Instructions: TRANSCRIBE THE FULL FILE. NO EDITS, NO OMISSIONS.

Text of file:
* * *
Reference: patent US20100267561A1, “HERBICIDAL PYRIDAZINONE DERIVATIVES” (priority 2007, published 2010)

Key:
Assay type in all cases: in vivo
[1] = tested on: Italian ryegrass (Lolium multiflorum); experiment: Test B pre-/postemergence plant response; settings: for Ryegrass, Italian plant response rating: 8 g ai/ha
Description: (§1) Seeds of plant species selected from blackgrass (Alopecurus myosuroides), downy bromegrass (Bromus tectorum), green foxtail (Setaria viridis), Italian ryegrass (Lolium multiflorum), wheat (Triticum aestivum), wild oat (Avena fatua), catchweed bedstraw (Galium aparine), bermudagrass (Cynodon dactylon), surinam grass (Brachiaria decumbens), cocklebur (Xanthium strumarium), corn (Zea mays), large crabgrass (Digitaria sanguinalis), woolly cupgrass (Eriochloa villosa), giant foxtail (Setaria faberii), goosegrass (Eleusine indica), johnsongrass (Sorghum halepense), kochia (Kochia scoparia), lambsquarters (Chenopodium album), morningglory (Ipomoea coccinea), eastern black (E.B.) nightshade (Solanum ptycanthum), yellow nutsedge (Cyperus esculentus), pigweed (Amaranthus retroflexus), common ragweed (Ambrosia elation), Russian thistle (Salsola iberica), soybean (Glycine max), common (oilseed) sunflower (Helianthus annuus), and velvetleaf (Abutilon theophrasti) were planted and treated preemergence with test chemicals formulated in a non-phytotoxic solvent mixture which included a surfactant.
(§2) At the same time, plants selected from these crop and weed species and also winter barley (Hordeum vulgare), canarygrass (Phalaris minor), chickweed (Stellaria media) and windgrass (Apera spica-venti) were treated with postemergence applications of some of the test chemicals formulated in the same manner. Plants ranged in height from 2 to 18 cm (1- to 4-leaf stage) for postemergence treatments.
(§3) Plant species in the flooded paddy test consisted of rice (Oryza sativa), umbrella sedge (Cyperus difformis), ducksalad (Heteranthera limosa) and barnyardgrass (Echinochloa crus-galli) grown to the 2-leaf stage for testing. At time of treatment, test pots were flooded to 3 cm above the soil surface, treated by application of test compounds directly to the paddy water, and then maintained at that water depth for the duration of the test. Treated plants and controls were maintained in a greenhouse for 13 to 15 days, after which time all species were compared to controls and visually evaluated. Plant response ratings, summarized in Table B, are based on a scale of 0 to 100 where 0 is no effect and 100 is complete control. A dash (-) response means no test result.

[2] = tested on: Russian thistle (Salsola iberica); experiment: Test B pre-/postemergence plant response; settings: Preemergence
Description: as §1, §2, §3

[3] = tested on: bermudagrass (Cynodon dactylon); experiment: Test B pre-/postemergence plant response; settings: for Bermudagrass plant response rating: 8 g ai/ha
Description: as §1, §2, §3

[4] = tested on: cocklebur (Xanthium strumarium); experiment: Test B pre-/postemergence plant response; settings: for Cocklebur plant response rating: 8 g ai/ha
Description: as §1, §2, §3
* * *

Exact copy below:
Reference: patent US20100267561A1, “HERBICIDAL PYRIDAZINONE DERIVATIVES” (priority 2007, published 2010)

Key:
Assay type in all cases: in vivo
[1] = tested on: Italian ryegrass (Lolium multiflorum); experiment: Test B pre-/postemergence plant response; settings: for Ryegrass, Italian plant response rating: 8 g ai/ha
Description: (§1) Seeds of plant species selected from blackgrass (Alopecurus myosuroides), downy bromegrass (Bromus tectorum), green foxtail (Setaria viridis), Italian ryegrass (Lolium multiflorum), wheat (Triticum aestivum), wild oat (Avena fatua), catchweed bedstraw (Galium aparine), bermudagrass (Cynodon dactylon), surinam grass (Brachiaria decumbens), cocklebur (Xanthium strumarium), corn (Zea mays), large crabgrass (Digitaria sanguinalis), woolly cupgrass (Eriochloa villosa), giant foxtail (Setaria faberii), goosegrass (Eleusine indica), johnsongrass (Sorghum halepense), kochia (Kochia scoparia), lambsquarters (Chenopodium album), morningglory (Ipomoea coccinea), eastern black (E.B.) nightshade (Solanum ptycanthum), yellow nutsedge (Cyperus esculentus), pigweed (Amaranthus retroflexus), common ragweed (Ambrosia elation), Russian thistle (Salsola iberica), soybean (Glycine max), common (oilseed) sunflower (Helianthus annuus), and velvetleaf (Abutilon theophrasti) were planted and treated preemergence with test chemicals formulated in a non-phytotoxic solvent mixture which included a surfactant.
(§2) At the same time, plants selected from these crop and weed species and also winter barley (Hordeum vulgare), canarygrass (Phalaris minor), chickweed (Stellaria media) and windgrass (Apera spica-venti) were treated with postemergence applications of some of the test chemicals formulated in the same manner. Plants ranged in height from 2 to 18 cm (1- to 4-leaf stage) for postemergence treatments.
(§3) Plant species in the flooded paddy test consisted of rice (Oryza sativa), umbrella sedge (Cyperus difformis), ducksalad (Heteranthera limosa) and barnyardgrass (Echinochloa crus-galli) grown to the 2-leaf stage for testing. At time of treatment, test pots were flooded to 3 cm above the soil surface, treated by application of test compounds directly to the paddy water, and then maintained at that water depth for the duration of the test. Treated plants and controls were maintained in a greenhouse for 13 to 15 days, after which time all species were compared to controls and visually evaluated. Plant response ratings, summarized in Table B, are based on a scale of 0 to 100 where 0 is no effect and 100 is complete control. A dash (-) response means no test result.

[2] = tested on: Russian thistle (Salsola iberica); experiment: Test B pre-/postemergence plant response; settings: Preemergence
Description: as §1, §2, §3

[3] = tested on: bermudagrass (Cynodon dactylon); experiment: Test B pre-/postemergence plant response; settings: for Bermudagrass plant response rating: 8 g ai/ha
Description: as §1, §2, §3

[4] = tested on: cocklebur (Xanthium strumarium); experiment: Test B pre-/postemergence plant response; settings: for Cocklebur plant response rating: 8 g ai/ha
Description: as §1, §2, §3